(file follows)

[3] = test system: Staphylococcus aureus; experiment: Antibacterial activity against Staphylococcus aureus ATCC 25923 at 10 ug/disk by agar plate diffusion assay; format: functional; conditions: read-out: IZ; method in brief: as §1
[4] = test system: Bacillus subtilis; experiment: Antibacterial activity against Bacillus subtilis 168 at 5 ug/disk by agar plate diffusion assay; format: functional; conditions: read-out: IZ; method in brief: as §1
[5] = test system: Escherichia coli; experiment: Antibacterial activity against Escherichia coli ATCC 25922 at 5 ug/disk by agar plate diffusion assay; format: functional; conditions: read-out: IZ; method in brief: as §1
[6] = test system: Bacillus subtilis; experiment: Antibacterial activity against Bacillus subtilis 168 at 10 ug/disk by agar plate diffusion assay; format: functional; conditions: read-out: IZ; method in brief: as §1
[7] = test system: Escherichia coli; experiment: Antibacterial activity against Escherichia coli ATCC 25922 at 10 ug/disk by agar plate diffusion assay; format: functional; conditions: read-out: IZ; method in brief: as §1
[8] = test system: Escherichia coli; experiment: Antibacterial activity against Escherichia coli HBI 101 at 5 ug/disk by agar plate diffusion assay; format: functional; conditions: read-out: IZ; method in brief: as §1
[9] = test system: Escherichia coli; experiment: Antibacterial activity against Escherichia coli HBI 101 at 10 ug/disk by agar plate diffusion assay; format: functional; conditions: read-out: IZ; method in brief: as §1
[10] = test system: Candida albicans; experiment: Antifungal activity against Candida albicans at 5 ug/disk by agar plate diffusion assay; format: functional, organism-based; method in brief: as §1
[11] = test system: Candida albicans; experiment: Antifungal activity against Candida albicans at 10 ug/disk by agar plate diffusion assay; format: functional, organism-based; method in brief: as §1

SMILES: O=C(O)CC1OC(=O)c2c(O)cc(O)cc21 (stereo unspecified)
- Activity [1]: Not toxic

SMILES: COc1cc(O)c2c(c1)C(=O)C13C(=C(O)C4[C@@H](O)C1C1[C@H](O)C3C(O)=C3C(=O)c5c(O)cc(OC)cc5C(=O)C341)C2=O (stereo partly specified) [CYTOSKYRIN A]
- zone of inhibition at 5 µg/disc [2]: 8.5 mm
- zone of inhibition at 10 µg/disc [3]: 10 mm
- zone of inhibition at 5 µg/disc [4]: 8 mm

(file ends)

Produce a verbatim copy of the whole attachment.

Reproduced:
[3] = test system: Staphylococcus aureus; experiment: Antibacterial activity against Staphylococcus aureus ATCC 25923 at 10 ug/disk by agar plate diffusion assay; format: functional; conditions: read-out: IZ; method in brief: as §1
[4] = test system: Bacillus subtilis; experiment: Antibacterial activity against Bacillus subtilis 168 at 5 ug/disk by agar plate diffusion assay; format: functional; conditions: read-out: IZ; method in brief: as §1
[5] = test system: Escherichia coli; experiment: Antibacterial activity against Escherichia coli ATCC 25922 at 5 ug/disk by agar plate diffusion assay; format: functional; conditions: read-out: IZ; method in brief: as §1
[6] = test system: Bacillus subtilis; experiment: Antibacterial activity against Bacillus subtilis 168 at 10 ug/disk by agar plate diffusion assay; format: functional; conditions: read-out: IZ; method in brief: as §1
[7] = test system: Escherichia coli; experiment: Antibacterial activity against Escherichia coli ATCC 25922 at 10 ug/disk by agar plate diffusion assay; format: functional; conditions: read-out: IZ; method in brief: as §1
[8] = test system: Escherichia coli; experiment: Antibacterial activity against Escherichia coli HBI 101 at 5 ug/disk by agar plate diffusion assay; format: functional; conditions: read-out: IZ; method in brief: as §1
[9] = test system: Escherichia coli; experiment: Antibacterial activity against Escherichia coli HBI 101 at 10 ug/disk by agar plate diffusion assay; format: functional; conditions: read-out: IZ; method in brief: as §1
[10] = test system: Candida albicans; experiment: Antifungal activity against Candida albicans at 5 ug/disk by agar plate diffusion assay; format: functional, organism-based; method in brief: as §1
[11] = test system: Candida albicans; experiment: Antifungal activity against Candida albicans at 10 ug/disk by agar plate diffusion assay; format: functional, organism-based; method in brief: as §1

SMILES: O=C(O)CC1OC(=O)c2c(O)cc(O)cc21 (stereo unspecified)
- Activity [1]: Not toxic

SMILES: COc1cc(O)c2c(c1)C(=O)C13C(=C(O)C4[C@@H](O)C1C1[C@H](O)C3C(O)=C3C(=O)c5c(O)cc(OC)cc5C(=O)C341)C2=O (stereo partly specified) [CYTOSKYRIN A]
- zone of inhibition at 5 µg/disc [2]: 8.5 mm
- zone of inhibition at 10 µg/disc [3]: 10 mm
- zone of inhibition at 5 µg/disc [4]: 8 mm